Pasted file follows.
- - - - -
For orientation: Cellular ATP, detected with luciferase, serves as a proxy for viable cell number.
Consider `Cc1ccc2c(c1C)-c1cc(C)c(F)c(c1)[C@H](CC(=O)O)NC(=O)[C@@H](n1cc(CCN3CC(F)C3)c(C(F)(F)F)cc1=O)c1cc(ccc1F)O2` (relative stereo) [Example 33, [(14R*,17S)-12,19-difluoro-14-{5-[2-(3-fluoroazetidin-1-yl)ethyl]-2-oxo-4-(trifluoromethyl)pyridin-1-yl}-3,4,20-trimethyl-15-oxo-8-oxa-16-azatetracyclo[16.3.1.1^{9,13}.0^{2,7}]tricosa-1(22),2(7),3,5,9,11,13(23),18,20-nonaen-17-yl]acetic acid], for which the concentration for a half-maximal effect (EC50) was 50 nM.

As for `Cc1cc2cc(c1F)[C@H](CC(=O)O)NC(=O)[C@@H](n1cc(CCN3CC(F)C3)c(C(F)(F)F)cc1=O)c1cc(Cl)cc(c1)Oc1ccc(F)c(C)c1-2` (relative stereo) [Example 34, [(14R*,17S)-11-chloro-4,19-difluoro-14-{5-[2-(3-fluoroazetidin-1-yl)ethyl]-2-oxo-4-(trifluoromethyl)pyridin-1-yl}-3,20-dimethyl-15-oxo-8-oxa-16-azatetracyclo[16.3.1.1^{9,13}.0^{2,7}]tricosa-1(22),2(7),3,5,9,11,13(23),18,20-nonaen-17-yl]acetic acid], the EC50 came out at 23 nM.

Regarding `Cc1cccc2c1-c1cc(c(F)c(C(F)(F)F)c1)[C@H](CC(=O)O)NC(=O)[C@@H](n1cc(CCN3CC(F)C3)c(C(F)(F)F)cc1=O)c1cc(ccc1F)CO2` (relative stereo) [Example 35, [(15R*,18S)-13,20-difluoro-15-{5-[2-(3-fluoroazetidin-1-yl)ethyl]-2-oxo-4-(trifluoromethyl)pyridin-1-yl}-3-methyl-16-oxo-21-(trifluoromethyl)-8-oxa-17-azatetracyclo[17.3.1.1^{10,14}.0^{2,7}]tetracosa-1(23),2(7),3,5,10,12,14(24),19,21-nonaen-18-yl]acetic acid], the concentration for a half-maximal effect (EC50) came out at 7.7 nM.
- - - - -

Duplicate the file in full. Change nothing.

For orientation: Cellular ATP, detected with luciferase, serves as a proxy for viable cell number.
Consider `Cc1ccc2c(c1C)-c1cc(C)c(F)c(c1)[C@H](CC(=O)O)NC(=O)[C@@H](n1cc(CCN3CC(F)C3)c(C(F)(F)F)cc1=O)c1cc(ccc1F)O2` (relative stereo) [Example 33, [(14R*,17S)-12,19-difluoro-14-{5-[2-(3-fluoroazetidin-1-yl)ethyl]-2-oxo-4-(trifluoromethyl)pyridin-1-yl}-3,4,20-trimethyl-15-oxo-8-oxa-16-azatetracyclo[16.3.1.1^{9,13}.0^{2,7}]tricosa-1(22),2(7),3,5,9,11,13(23),18,20-nonaen-17-yl]acetic acid], for which the concentration for a half-maximal effect (EC50) was 50 nM.

As for `Cc1cc2cc(c1F)[C@H](CC(=O)O)NC(=O)[C@@H](n1cc(CCN3CC(F)C3)c(C(F)(F)F)cc1=O)c1cc(Cl)cc(c1)Oc1ccc(F)c(C)c1-2` (relative stereo) [Example 34, [(14R*,17S)-11-chloro-4,19-difluoro-14-{5-[2-(3-fluoroazetidin-1-yl)ethyl]-2-oxo-4-(trifluoromethyl)pyridin-1-yl}-3,20-dimethyl-15-oxo-8-oxa-16-azatetracyclo[16.3.1.1^{9,13}.0^{2,7}]tricosa-1(22),2(7),3,5,9,11,13(23),18,20-nonaen-17-yl]acetic acid], the EC50 came out at 23 nM.

Regarding `Cc1cccc2c1-c1cc(c(F)c(C(F)(F)F)c1)[C@H](CC(=O)O)NC(=O)[C@@H](n1cc(CCN3CC(F)C3)c(C(F)(F)F)cc1=O)c1cc(ccc1F)CO2` (relative stereo) [Example 35, [(15R*,18S)-13,20-difluoro-15-{5-[2-(3-fluoroazetidin-1-yl)ethyl]-2-oxo-4-(trifluoromethyl)pyridin-1-yl}-3-methyl-16-oxo-21-(trifluoromethyl)-8-oxa-17-azatetracyclo[17.3.1.1^{10,14}.0^{2,7}]tetracosa-1(23),2(7),3,5,10,12,14(24),19,21-nonaen-18-yl]acetic acid], the concentration for a half-maximal effect (EC50) came out at 7.7 nM.